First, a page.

Arts and Humanities Health and Medicine

Striving to make health care more equitable

Jacques Calixte has set his sights on becoming a cardiologist and doing medical research in tandem. He just co-authored a medical textbook on utilizing artificial intelligence for drug discovery.
Jacques Calixte

Jacques Calixte, a senior at the University of Miami, wants to attend medical school and be a cardiologist. Photo: Joshua Prezant/University of Miami


When Jacques Calixte was starting elementary school, his parents surprised him with a doctor costume for Halloween. 

Calixte, whose parents immigrated to South Florida from Haiti, believes it was their way of encouraging him to excel in school. But it also piqued his interest in health care. 

That interest continued at Immaculata-La Salle High School, where he joined a STEAM program that allowed him to shadow doctors at Mercy Hospital in Miami. As a pre-medical student at the University of Miami, he became one of the first public health ambassadors during the COVID-19 pandemic. Calixte then gained research experience in the University’s biology department that propelled him toward other clinical experiences and research labs at medical institutions across the country. 

Today, Calixte is even more passionate about medicine and hopes to become a cardiologist, treating patients from a variety of backgrounds, while also conducting research. Calixte

“In college, I’ve been able to explore the medical field, experience patient encounters and see what doctors really do day to day,” said Calixte, who is majoring in philosophy, with a minor in chemistry in the College of Arts and Sciences. “But after realizing that I wanted to be a cardiologist, I’ve also recognized that one day I would like to have a more dynamic lifestyle, where I also do research, serve my community, lead an organization, and teach the next generation.” 

Some recent experiences also have helped Calixte solidify his interest in medicine. One of them is his work with the Lumen Foundation, an organization that aims to study the role of artificial intelligence in medicine. Calixte got involved with the organization before, but last year, he was asked to lead a team of international physicians, graduate students, and some pre-med classmates to research, write, and publish the medical textbook “Artificial Intelligence in Medicine: Drug Discovery.” It gives an overview of many AI tools being developed for the medical field to help drive down the cost of creating therapeutic drugs in the United States.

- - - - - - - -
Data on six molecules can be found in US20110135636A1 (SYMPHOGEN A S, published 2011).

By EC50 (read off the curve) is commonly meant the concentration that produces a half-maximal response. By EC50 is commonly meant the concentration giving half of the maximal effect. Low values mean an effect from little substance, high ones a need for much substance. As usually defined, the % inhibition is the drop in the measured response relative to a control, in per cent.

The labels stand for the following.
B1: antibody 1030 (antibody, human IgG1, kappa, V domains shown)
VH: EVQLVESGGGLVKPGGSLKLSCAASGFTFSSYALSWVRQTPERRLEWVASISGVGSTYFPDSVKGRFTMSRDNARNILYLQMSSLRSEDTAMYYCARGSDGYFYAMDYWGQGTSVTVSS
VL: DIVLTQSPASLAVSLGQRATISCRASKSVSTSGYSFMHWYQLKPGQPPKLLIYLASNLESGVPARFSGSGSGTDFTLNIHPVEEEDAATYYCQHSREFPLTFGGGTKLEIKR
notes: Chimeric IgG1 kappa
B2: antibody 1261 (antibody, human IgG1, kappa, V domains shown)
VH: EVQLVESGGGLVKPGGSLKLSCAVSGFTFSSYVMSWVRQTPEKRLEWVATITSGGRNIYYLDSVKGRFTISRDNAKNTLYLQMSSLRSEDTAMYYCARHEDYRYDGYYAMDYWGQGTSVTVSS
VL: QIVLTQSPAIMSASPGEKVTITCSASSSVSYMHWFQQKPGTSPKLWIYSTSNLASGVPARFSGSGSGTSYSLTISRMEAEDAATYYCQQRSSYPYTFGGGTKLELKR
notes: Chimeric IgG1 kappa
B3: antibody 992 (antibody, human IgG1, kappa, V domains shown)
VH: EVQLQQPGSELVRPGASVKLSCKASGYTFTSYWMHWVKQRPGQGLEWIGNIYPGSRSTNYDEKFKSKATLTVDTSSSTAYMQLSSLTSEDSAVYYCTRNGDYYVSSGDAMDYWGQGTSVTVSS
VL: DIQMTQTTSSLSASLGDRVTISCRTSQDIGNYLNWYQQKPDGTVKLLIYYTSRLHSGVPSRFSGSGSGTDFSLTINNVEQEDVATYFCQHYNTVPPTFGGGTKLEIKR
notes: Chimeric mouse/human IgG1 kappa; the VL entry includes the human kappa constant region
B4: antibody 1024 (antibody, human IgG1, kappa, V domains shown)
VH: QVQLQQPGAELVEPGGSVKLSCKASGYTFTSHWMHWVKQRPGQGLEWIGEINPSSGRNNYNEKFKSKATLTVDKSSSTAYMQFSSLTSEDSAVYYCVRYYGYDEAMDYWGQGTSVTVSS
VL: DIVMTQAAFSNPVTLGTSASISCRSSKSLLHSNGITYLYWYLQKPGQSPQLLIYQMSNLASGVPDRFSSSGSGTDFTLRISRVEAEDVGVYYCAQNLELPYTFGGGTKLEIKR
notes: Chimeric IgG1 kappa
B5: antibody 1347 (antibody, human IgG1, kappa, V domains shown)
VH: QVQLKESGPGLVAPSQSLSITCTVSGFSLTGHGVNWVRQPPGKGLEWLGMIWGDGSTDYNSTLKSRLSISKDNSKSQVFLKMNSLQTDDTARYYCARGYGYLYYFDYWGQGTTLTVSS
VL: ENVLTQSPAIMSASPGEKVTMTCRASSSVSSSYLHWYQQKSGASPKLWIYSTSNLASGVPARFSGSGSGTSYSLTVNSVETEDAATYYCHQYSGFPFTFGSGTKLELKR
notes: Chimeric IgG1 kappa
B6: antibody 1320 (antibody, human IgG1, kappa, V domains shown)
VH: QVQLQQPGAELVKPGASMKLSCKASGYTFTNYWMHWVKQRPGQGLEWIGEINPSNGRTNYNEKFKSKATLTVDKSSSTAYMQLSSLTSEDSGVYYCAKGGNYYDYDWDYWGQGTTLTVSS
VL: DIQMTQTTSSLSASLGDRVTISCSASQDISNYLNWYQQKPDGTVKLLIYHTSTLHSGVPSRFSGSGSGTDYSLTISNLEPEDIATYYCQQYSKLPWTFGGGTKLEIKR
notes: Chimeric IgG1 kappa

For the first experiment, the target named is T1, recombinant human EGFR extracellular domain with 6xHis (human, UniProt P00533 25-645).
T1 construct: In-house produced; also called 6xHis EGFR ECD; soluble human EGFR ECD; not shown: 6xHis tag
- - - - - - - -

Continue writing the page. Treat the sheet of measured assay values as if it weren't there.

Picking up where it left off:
“Drug discovery is a lengthy and costly process that takes about 10 to 15 years on average and millions of dollars, with a low chance of making it to market,” Calixte said. “But AI could expedite that process to potentially get more therapeutic medicines on the market at a lower cost.” 

Through his work on the book, Calixte said he was intrigued to learn about the drug discovery process because he knows that the costs of health care heavily impact communities of color.

“Driving down the cost of medicine in the U.S. is one of my ultimate goals,” Calixte said. “So, if AI can make the drug discovery process faster, it might alleviate that burden and help researchers uncover medications that could help more people recover quicker from illness.” 

He is in the process of applying to medical school and plans to focus on cardiology, with an interest in underserved populations. Toward that goal, this summer he was able to join the DIVERSE Network Center, a research collaboration between Stanford University and Morehouse University’s medical schools, to improve minority representation in cardiology-related clinical trials. 

Calixte’s interest in cardiology stems from his desire to help the largest number of patients possible. Since heart disease is the leading cause of death in the U.S., it also disproportionately affects underserved communities, Calixte pointed out. When he spent the summer after his first year working alongside Dr. Bernard Ashby at his outpatient cardiology clinic, Calixte got a firsthand view. One day, he noticed a female patient who was experiencing tremors and only spoke Haitian Creole, making it difficult for her to communicate with staff or to feel comfortable with them. However, Calixte grew up speaking the language with his parents and was able to calm her down and to draw her blood. 

When she told him “medicine needs people like you,” Calixte said he realized the struggles that people from different cultures and languages experience in health care settings. And he hopes to change that. 

Ayrimah Malcolm-Parker, a senior majoring in microbiology and immunology, worked closely with Calixte on the Lumen Foundation book and edited its chapters. She said Calixte was a great resource throughout the process; and as a result, the two ended up becoming friends. She even agreed to help with another University project that Calixte and another classmate started, called the 305 Give Back Drive. For the past two years, Miami natives Calixte and Ivette Acosta have used the campaign to collect school supplies for public schools in need. 

“Jacques has a passion for community service that I’ve seen time and again, and I see him striving to resolve a lot of the inequity in local communities,” Malcolm-Parker said. “There’s a true passion for helping others and for helping people who may not be able to help themselves.” 

He also has made an impression in his chemistry classes at the University. Lecturer Cesar Gonzalez was Calixte’s instructor in two courses and said he was always an active participant. Gonzalez noted that Calixte is able to seamlessly juggle his research and service activities and still earn high grades.

“Academically he did excellent work, but he was also always participating and asking questions, which showed me his interest in the topic,” Gonzalez said.